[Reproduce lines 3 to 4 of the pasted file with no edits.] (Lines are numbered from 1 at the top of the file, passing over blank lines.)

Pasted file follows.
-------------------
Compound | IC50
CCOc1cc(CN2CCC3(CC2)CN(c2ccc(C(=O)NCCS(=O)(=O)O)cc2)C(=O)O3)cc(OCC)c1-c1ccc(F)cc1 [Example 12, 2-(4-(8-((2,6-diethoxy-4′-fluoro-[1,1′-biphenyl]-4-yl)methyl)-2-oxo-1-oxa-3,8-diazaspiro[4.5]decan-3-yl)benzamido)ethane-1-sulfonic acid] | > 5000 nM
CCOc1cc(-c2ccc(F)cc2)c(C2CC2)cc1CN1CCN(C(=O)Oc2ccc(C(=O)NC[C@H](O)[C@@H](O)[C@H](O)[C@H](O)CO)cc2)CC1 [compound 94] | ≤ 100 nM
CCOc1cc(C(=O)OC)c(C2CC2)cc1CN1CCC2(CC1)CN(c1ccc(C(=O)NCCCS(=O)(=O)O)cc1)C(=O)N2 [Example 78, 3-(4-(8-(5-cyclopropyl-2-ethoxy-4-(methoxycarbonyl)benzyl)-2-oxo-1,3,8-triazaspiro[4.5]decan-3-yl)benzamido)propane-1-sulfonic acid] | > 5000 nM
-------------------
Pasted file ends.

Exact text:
CCOc1cc(-c2ccc(F)cc2)c(C2CC2)cc1CN1CCN(C(=O)Oc2ccc(C(=O)NC[C@H](O)[C@@H](O)[C@H](O)[C@H](O)CO)cc2)CC1 [compound 94] | ≤ 100 nM
CCOc1cc(C(=O)OC)c(C2CC2)cc1CN1CCC2(CC1)CN(c1ccc(C(=O)NCCCS(=O)(=O)O)cc1)C(=O)N2 [Example 78, 3-(4-(8-(5-cyclopropyl-2-ethoxy-4-(methoxycarbonyl)benzyl)-2-oxo-1,3,8-triazaspiro[4.5]decan-3-yl)benzamido)propane-1-sulfonic acid] | > 5000 nM